Pf talks to Alessandra Dorigo, who was recently appointed General Manager UK, Ireland, Baltics and Nordics at Advanced Accelerator Applications (AAA), a Novartis company.
Tell us about the roles that led you to being General Manager?
After I graduated from the University of Milan with a degree in Chemistry and Pharmaceutical Technologies, I began my career in pharma at J&J Diagnostics in a junior marketing role. I didn’t know much about the world of pharma or marketing at the time, but curiosity motivated me to accept the offer and I’ve never looked back.
In April 2001, I joined Novartis Oncology and worked in the field of oncology for over 15 years, before moving to a role leading Novartis’ Neurosciences franchise for five years, which involved managing chronic neurological disorders such as Multiple Sclerosis and Migraine.
Having been with Novartis for over 20 years and having worked in the oncology division for over 15 of those years, I was thrilled to be given the opportunity to return to the field of oncology when I was offered the role of General Manager UK & Ireland, Baltics and Nordics at AAA. Together with my new AAA colleagues, I am excited to be pioneering a new and exciting pillar of oncology treatment with an innovative form of precision nuclear medicine.
What do you love most about being a General Manager?
I love leading a diverse team, working together to go the extra mile to transform the lives of patients and society as a whole. Our mission at AAA is to develop innovative radioligand therapies and precision imaging products for the benefit of cancer patients in the UK and beyond, and I am grateful to have the opportunity to support all my colleagues with this mission in my new role.
Do you think the role of General Manager in pharma has changed over the years?
I think the role has changed, particularly following the COVID-19 pandemic. If the pandemic has taught us anything, it’s that innovation today will help to build a healthier tomorrow. Now more than ever, leaders in healthcare and pharma need to be adaptable, forward thinking, and open to collaboration across health systems to ensure patient need is met not only now, but beyond the pandemic.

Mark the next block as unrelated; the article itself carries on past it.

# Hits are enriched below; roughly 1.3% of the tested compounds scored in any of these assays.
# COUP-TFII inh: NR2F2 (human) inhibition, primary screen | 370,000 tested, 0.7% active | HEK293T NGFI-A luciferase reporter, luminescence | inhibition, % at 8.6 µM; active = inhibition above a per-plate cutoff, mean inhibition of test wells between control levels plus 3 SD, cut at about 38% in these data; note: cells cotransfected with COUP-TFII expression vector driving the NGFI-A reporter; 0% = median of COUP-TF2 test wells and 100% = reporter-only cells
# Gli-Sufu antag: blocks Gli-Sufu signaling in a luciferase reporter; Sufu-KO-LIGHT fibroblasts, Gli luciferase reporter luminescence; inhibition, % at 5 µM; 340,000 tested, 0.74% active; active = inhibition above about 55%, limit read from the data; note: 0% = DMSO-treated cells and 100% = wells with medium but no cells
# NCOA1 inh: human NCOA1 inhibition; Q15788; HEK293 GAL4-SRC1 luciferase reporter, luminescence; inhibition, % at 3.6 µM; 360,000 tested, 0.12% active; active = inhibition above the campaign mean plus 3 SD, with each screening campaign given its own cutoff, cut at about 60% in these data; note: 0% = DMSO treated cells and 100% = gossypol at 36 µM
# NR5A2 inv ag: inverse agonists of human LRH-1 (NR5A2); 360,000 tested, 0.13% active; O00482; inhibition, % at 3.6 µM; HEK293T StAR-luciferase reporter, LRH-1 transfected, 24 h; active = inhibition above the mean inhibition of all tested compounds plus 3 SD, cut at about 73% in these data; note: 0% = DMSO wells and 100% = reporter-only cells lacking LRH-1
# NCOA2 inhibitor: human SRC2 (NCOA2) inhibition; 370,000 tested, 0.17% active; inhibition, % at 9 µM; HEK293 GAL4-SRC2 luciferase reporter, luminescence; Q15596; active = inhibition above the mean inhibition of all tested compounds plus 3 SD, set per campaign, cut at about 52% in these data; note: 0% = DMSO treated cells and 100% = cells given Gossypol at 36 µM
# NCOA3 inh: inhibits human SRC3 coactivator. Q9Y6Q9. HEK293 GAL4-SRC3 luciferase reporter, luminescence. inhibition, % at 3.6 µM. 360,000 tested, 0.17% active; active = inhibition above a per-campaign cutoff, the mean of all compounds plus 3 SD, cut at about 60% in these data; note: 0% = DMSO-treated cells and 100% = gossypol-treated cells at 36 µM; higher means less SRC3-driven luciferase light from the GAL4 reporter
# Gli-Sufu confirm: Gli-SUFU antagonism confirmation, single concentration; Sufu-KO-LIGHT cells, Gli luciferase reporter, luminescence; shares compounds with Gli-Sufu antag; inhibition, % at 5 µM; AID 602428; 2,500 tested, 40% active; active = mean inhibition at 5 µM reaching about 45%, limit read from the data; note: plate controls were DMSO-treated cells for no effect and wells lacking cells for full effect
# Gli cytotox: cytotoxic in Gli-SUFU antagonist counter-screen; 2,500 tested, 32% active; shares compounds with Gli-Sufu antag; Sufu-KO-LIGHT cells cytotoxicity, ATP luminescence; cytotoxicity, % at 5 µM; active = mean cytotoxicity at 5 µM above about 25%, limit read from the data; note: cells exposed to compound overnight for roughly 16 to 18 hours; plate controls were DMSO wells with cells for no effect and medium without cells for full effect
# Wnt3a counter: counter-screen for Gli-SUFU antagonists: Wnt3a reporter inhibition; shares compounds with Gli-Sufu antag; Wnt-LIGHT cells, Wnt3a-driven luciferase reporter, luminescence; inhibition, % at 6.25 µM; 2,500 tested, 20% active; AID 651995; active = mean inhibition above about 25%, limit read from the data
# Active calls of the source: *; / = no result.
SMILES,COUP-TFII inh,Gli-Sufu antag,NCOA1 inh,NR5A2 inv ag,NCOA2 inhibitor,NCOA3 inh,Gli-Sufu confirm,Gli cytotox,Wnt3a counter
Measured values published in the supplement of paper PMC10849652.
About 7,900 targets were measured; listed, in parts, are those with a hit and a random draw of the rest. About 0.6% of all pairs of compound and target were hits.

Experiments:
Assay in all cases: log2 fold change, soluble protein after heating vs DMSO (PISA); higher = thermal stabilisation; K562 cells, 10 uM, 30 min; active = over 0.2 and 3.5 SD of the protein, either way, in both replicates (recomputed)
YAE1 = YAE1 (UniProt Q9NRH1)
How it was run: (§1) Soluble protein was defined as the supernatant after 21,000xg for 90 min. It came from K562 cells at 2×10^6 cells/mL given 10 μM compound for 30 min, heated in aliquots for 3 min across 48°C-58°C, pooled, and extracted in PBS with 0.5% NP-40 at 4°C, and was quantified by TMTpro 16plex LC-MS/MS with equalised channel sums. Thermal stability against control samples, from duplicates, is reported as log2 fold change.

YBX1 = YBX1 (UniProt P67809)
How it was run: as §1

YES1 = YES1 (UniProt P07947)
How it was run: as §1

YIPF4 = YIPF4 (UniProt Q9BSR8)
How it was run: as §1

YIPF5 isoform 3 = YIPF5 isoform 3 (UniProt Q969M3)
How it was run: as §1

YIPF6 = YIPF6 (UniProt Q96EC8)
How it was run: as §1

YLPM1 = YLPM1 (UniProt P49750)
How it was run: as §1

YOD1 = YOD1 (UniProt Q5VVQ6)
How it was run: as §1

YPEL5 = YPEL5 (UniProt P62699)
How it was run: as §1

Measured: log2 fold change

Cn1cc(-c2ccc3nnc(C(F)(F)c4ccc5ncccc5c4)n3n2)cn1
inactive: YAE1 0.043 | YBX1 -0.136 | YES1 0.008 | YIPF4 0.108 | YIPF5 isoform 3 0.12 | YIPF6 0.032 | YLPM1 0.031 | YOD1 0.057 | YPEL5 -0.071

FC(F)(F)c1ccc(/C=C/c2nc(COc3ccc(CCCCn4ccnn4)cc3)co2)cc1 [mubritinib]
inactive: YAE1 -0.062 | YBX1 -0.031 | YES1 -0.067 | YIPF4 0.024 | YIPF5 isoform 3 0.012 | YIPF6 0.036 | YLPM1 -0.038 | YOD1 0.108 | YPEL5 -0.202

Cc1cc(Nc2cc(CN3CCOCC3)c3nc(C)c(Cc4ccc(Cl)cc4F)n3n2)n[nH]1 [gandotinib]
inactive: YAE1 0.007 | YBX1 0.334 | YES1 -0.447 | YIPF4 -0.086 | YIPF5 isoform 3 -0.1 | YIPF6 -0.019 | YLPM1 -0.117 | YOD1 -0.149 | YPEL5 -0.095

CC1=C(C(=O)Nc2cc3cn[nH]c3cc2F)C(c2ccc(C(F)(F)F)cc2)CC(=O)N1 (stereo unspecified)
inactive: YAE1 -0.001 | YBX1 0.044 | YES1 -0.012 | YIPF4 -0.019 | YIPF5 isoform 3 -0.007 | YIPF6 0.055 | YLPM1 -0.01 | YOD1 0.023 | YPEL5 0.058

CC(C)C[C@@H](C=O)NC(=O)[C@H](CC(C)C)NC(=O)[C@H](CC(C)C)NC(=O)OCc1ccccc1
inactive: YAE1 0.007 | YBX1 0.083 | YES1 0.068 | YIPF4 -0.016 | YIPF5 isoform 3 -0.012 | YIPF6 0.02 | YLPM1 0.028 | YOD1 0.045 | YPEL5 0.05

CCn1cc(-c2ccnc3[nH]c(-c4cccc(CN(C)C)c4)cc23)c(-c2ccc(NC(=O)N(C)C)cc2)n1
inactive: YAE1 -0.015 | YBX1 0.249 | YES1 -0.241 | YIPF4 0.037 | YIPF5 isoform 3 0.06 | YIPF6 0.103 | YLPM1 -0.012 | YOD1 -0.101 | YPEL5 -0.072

How would your team describe you?
Driven, energetic, inclusive and an inspiring leader.
What inspired you to want to work in the field of oncology?
I lost my father to a rare form of cancer called malignant Schwannoma when I was 14 years old, and this drove me to want to have a positive impact on the lives of people with cancer. The potential to improve the lives of patients is still what drives me today and, as a leader, I strive to keep this at the heart of everything I do.
What is the best piece of career advice you have ever received?
Be authentic and be yourself!
What is the biggest challenge you have faced in your career?
Moving to the UK for the first time and learning the culture, along with my entire family, is the biggest challenge and adventure that I am about to embark on!
Do you have any rituals or habits you need to do to have a productive day?
I try to start my day in a positive way by waking up each morning and repeating a quote from Gandhi to myself: “you must be the change you wish to see in the world”.
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